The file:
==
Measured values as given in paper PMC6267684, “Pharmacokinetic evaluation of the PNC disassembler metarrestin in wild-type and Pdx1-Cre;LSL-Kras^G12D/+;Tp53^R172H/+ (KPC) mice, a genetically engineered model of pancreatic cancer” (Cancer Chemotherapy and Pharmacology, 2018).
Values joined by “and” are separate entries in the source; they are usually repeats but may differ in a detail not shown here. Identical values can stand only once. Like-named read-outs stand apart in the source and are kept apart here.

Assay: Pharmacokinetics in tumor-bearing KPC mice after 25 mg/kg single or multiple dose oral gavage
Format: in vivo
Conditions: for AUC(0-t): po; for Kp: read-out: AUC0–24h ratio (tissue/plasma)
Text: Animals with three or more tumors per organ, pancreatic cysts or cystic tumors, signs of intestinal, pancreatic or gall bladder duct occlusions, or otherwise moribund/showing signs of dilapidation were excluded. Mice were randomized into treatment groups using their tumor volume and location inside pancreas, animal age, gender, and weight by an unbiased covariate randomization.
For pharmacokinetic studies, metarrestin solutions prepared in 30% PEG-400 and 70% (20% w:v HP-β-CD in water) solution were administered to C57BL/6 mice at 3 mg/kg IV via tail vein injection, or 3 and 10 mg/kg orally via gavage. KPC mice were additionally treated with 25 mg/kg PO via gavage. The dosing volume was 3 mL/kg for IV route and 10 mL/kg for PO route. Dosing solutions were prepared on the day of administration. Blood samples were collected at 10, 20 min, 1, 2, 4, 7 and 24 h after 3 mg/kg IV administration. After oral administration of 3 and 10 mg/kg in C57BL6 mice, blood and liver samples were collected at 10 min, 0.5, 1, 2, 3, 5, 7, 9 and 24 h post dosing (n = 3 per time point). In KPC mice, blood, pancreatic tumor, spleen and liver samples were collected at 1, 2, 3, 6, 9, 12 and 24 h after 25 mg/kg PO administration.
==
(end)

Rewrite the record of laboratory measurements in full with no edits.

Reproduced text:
Measured values as given in paper PMC6267684, “Pharmacokinetic evaluation of the PNC disassembler metarrestin in wild-type and Pdx1-Cre;LSL-Kras^G12D/+;Tp53^R172H/+ (KPC) mice, a genetically engineered model of pancreatic cancer” (Cancer Chemotherapy and Pharmacology, 2018).
Values joined by “and” are separate entries in the source; they are usually repeats but may differ in a detail not shown here. Identical values can stand only once. Like-named read-outs stand apart in the source and are kept apart here.

Assay: Pharmacokinetics in tumor-bearing KPC mice after 25 mg/kg single or multiple dose oral gavage
Format: in vivo
Conditions: for AUC(0-t): po; for Kp: read-out: AUC0–24h ratio (tissue/plasma)
Text: Animals with three or more tumors per organ, pancreatic cysts or cystic tumors, signs of intestinal, pancreatic or gall bladder duct occlusions, or otherwise moribund/showing signs of dilapidation were excluded. Mice were randomized into treatment groups using their tumor volume and location inside pancreas, animal age, gender, and weight by an unbiased covariate randomization.
For pharmacokinetic studies, metarrestin solutions prepared in 30% PEG-400 and 70% (20% w:v HP-β-CD in water) solution were administered to C57BL/6 mice at 3 mg/kg IV via tail vein injection, or 3 and 10 mg/kg orally via gavage. KPC mice were additionally treated with 25 mg/kg PO via gavage. The dosing volume was 3 mL/kg for IV route and 10 mL/kg for PO route. Dosing solutions were prepared on the day of administration. Blood samples were collected at 10, 20 min, 1, 2, 4, 7 and 24 h after 3 mg/kg IV administration. After oral administration of 3 and 10 mg/kg in C57BL6 mice, blood and liver samples were collected at 10 min, 0.5, 1, 2, 3, 5, 7, 9 and 24 h post dosing (n = 3 per time point). In KPC mice, blood, pancreatic tumor, spleen and liver samples were collected at 1, 2, 3, 6, 9, 12 and 24 h after 25 mg/kg PO administration.